Sudden restrictions on medical exports force companies to search overseas

AD HOC EXPORT restrictions on essential medical supplies, especially since the pandemic started early last year, are causing several Indian manufacturers and suppliers of these goods to explore the possibility of setting up alternative manufacturing facilities outside of the country to serve their customers.

Hindustan Syringes and Medical Devices (HMD), the country’s largest syringes manufacturer, which owns the DispoVan and Kojak brands and exports to over 100 countries, is actively looking into building a production base outside of India in order to protect itself, in part, from sudden political adjustments that commitments affecting their customers, said a top manager. Narang Medical Ltd, another Delhi-based medical device manufacturer, is considering moving locks, warehouses and kegs overseas in the next 4 to 5 years.

The issue of political security is regaining importance as the new Omicron variant of the coronavirus is highly transmissible and the demand for medical items, including syringes, is expected to remain high. The World Health Organization has already paved the way for booster doses of the Covid-19 vaccine, prioritizing the populations at greatest risk for serious illness and frontline health workers.

On October 4, 2021, the General Directorate for Foreign Trade (DGFT) announced export restrictions requiring companies to obtain a license or government approval to ship syringes abroad in order to prevent outbound shipments. Just days later, on October 9, the Ministry of Health cleared restrictions on three categories of syringes that are essential to the vaccination program.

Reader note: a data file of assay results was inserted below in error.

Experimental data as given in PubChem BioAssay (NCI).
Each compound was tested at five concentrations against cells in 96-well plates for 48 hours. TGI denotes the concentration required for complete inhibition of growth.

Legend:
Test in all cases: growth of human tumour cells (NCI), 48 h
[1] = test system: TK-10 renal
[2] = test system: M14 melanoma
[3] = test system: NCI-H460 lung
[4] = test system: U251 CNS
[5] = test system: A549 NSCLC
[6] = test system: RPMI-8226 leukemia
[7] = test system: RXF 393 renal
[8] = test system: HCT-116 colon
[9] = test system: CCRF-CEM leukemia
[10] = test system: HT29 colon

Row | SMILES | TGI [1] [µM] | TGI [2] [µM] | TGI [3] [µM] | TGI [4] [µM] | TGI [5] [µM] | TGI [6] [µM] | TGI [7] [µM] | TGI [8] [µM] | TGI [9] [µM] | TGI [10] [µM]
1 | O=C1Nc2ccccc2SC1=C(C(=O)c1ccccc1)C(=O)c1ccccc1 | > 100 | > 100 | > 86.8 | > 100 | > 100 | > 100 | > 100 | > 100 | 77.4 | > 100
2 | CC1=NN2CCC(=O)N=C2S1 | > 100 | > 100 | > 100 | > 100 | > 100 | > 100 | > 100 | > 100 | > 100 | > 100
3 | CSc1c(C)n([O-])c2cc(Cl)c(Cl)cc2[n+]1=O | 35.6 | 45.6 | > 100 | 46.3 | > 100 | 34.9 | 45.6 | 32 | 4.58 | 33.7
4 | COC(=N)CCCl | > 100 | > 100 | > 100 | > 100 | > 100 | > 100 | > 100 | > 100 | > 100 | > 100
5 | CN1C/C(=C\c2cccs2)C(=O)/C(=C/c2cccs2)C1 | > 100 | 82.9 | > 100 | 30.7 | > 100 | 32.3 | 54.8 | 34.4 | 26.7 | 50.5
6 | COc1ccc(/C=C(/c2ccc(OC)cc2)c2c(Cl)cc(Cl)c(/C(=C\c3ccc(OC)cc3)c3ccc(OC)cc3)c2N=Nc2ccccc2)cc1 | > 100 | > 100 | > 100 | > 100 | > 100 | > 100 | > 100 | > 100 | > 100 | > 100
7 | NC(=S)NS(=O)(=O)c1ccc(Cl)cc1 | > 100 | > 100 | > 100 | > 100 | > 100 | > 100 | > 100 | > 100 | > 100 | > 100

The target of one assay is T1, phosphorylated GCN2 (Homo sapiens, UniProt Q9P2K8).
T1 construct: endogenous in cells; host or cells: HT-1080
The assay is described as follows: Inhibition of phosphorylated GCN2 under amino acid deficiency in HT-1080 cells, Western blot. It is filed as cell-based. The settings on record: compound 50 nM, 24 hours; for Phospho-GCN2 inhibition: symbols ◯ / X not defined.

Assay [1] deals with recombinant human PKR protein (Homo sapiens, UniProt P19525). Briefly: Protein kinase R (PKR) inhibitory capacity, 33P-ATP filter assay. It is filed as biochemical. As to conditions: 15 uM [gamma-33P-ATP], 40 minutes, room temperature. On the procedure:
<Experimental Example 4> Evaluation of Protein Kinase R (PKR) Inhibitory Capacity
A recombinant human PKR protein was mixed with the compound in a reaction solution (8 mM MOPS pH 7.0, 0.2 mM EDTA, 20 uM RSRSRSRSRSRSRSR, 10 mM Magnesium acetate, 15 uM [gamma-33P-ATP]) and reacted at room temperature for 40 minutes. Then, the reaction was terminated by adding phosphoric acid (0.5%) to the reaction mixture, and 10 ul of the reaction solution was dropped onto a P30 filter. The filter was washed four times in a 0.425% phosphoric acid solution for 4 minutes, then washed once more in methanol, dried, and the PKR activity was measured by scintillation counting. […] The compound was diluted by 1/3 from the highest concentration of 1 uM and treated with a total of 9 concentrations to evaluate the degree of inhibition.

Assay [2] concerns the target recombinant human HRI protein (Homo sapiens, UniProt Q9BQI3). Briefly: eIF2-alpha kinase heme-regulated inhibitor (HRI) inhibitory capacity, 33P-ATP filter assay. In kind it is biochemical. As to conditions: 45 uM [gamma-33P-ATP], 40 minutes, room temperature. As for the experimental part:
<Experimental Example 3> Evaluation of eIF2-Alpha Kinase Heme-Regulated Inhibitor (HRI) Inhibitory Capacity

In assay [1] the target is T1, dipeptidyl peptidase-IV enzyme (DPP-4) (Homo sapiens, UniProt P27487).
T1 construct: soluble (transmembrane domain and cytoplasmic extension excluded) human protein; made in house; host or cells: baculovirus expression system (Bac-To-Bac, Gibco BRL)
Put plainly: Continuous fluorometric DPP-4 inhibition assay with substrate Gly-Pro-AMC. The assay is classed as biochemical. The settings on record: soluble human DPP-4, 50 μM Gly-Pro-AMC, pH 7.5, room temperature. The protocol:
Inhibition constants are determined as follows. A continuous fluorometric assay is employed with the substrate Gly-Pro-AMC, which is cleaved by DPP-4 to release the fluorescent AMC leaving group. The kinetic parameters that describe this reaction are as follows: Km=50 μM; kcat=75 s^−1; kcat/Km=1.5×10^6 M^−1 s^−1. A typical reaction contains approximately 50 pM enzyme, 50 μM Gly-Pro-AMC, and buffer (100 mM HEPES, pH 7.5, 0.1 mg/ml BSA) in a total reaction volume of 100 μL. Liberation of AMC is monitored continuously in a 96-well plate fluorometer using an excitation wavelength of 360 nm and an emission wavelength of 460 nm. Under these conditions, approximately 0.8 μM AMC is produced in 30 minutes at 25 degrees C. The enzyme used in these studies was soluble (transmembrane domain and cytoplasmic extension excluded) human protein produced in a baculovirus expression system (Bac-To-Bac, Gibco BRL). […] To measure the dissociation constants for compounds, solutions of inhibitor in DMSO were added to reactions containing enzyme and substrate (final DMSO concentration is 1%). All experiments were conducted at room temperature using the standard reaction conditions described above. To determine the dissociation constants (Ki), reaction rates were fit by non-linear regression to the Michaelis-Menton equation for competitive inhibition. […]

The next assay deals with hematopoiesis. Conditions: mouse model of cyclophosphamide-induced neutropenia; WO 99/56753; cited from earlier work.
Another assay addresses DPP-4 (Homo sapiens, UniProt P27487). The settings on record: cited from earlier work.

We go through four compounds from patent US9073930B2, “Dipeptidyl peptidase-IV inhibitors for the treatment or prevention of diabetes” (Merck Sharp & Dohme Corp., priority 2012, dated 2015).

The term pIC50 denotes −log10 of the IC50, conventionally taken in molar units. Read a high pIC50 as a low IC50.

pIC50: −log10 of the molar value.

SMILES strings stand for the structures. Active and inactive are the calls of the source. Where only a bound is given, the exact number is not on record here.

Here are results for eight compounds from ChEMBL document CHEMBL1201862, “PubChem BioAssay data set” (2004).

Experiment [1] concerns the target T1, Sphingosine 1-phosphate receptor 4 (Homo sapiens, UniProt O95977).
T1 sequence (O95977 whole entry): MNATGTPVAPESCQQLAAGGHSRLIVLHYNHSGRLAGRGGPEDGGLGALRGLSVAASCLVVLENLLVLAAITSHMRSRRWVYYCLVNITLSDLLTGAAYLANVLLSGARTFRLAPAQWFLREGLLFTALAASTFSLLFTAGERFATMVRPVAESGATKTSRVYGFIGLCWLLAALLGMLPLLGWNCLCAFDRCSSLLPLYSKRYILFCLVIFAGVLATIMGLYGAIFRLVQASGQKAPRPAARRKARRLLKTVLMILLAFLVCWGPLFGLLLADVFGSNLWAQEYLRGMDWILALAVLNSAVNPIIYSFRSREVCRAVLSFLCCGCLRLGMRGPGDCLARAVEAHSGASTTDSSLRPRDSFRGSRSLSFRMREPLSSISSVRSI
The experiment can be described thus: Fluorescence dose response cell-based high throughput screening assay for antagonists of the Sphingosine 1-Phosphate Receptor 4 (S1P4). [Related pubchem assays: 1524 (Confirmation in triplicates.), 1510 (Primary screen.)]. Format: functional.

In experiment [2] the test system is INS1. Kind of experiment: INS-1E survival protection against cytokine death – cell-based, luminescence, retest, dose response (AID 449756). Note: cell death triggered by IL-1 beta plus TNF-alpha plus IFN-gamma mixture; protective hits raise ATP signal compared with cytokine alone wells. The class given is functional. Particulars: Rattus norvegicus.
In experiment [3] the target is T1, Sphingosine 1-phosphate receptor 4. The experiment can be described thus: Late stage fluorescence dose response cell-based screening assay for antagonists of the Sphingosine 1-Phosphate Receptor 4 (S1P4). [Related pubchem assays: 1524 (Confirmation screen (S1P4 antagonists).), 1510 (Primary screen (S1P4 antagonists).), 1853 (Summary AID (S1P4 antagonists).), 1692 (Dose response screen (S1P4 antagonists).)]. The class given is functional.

Rajiv Nath, Managing Director, HMD and Coordinator of the Indian Medical Device Industry Association (AIMED) told The Indian Express: “We have asked the government to lift the export restriction on insulin syringes. These syringes cannot be used for the Covid-19 vaccination anyway and the Ministry of Health supported our request to the DGFT (General Directorate for Foreign Trade); We have 8-10 million insulin syringes as pending orders from countries such as Thailand, Morocco, Myanmar and the United Arab Emirates. “

“It took us many years to build relationships. This disruption gives India a bad (name) … as a medical device supplier, “said Nath. So there was a “serious thought” about building capacity outside of India. “When the export ban came in, we as a global supplier received invitations from many countries where there was a shortage. Iran, Saudi Arabia, Oman, Uganda – they turned to us to set up a plant there, ”he said.


Political whims harm the brand

To isolate themselves from political whims, medical equipment manufacturers are planning to set up manufacturing facilities abroad. The government says India is not unique in banning supplies, but companies say failing to meet commitments harms the brand.

“In the long term, this should be seen strategically. You can’t do that in a month, ”said Nath. HMD’s manufacturing facilities in India have a capacity of 1.5 billion syringes per year with automatic deactivation, which the company plans to ramp up to 1.8 billion syringes per year by March 2022.